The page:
Oil futures rose further in August, with ICE Brent gaining 5.5% and averaging above the $50/b mark, supported greatly by a decline in US crude oil stockpiles, somewhat lower supplies and healthy refined product market sentiments. Crude futures prices climbed earlier in the month on US dollar weakness and momentum toward oil market rebalancing. Geopolitical developments also supported gains to two-month highs. Prices advanced further with surging US fuel demand and strong refinery runs. US gasoline demand was at 9.842 mb/d for the week ending 28 July, the highest on record. Before the end of first decade of the month, crude oil futures prices continued increase further after a strong US jobs report bolstered hopes for growing energy demand. Subsequently, oil prices started to fall amid concerns over global oversupply of crude. During the same week, the biggest weekly draw in US crude stocks since September 2016 could not prevent a slide in oil futures, as a surprise build in gasoline inventories and a continuing rise in US output dictated market reaction. Before long, prices rebounded sharply as the dollar fell, US drillers cut rigs and refined product futures led the oil complex higher after Energy Information Administration (EIA) data showed a gasoline stock draw, while traders continued to track a potential hurricane in the Gulf of Mexico. However, gains were limited amid the reopening of Libya's largest oil field.
By the end of the month, prices fell again as Hurricane Harvey threatened oil operations along the energy hub on the USGC. US gasoline futures temporarily spiked as severe flooding disrupted refineries and energy infrastructure. In contrast, crude prices dipped on expectations for reduced refinery demand. However, prices normalized quickly with the return to the market of disrupted facilities.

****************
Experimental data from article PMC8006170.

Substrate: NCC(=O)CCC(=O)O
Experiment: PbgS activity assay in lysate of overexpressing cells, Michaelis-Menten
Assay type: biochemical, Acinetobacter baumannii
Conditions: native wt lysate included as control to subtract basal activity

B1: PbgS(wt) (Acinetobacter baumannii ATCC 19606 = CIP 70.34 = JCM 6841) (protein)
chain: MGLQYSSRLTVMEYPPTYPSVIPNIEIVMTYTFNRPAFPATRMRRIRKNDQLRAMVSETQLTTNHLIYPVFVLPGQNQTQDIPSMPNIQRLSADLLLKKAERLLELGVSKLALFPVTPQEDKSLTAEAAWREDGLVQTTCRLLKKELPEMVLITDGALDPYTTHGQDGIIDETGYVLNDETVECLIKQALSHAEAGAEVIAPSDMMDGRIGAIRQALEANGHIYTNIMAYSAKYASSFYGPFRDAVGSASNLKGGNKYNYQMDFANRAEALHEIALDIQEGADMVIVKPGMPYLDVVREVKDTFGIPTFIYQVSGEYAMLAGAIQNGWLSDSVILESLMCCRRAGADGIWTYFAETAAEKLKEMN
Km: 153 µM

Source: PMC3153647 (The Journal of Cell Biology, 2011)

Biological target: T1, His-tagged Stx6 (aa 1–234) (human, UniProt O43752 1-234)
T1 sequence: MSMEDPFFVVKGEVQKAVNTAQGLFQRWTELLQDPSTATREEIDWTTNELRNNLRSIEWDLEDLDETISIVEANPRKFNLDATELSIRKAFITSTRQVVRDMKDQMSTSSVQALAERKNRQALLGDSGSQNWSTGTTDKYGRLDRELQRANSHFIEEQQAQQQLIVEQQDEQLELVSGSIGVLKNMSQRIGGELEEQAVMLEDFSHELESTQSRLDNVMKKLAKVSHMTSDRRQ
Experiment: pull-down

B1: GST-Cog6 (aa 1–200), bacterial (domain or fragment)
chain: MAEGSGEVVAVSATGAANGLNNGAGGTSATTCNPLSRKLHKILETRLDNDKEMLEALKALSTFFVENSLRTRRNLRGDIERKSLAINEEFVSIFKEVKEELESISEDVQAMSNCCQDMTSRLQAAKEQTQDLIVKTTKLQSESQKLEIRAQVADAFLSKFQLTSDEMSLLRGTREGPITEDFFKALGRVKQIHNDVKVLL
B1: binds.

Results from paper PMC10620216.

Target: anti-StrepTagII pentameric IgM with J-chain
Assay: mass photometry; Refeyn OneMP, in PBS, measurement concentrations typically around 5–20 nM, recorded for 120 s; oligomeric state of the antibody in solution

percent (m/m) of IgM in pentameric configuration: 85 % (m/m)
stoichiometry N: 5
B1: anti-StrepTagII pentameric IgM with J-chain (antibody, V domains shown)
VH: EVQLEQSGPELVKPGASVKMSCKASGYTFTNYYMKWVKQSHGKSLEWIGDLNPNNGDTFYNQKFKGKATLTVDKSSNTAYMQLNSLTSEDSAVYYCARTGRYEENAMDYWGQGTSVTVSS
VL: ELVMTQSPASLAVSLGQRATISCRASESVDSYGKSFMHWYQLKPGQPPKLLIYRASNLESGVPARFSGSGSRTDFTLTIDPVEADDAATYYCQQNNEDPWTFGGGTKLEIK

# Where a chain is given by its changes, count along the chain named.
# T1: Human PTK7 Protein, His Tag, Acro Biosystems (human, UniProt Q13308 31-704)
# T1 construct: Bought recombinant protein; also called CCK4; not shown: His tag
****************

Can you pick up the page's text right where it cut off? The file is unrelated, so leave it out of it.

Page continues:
ICE Brent ended August $2.72, or 5.5% higher, to stand at $51.87/b on a monthly average basis, while the NYMEX WTI increased by $1.38, or 3.0%, to $48.06/b. Y-t-d, ICE Brent is $9.49, or 22.2% higher at $52.14/b, while the NYMEX WTI rose by $8.24, or 20.1%, to $49.30/b.
Crude oil futures prices improved in the second week of September. On 11 September, ICE Brent stood at $53.84/b and NYMEX WTI at $48.07/b.
As WTI futures rose during the 1st week in August, touching over $50/b for the first time since May, hedge funds and other money managers raised their net long WTI crude futures and options positions, according to CFTC data. Hedge funds raised combined futures and options positions by 43,861 contracts to 282,362 lots during the period. The level was the highest seen since mid-April. Hedge funds and other money managers also raised their net long positions in futures and options contracts in Brent futures by 53,777 contracts to 342,348 lots during the same period.
Subsequently, hedge funds and money managers trimmed their bullish bets on WTI crude futures and options positions for the third straight week. During the week of 29 August, the speculator group cut its futures and options net long positions by 105,671 lots to 147,303 contracts, the highest amount in about a month, the CFTC said. Money managers also slightly reduced Brent futures and options contract net lengths by 1,296 lots to reach 416,551 contracts during the same week. This continued strength in Brent futures and options net lengths is likely connected to a sudden tightening of inter-month spreads, which saw Brent move from contango into backwardation between October and December. More generally, Brent inter-month spreads have tightened much more than WTI’s since the last week of July, which has made Brent more profitable for hedge fund managers with long positions. Total futures and options open interest volume in the two exchanges was down at 5.66 million contracts.
The daily average traded volume for NYMEX WTI contracts increased further by 128,898 lots, or 9.3%, to 1,509,803 contracts, while that of ICE Brent was 89,643 contracts higher, up by 10.5% at 941,999 lots. Daily aggregate traded volume for both crude oil futures markets increased by 218,541 contracts to 2.45 million futures contracts. In August, total traded volume for NYMEX WTI and ICE Brent futures were higher at 34.73 and 21.67 million contracts, respectively.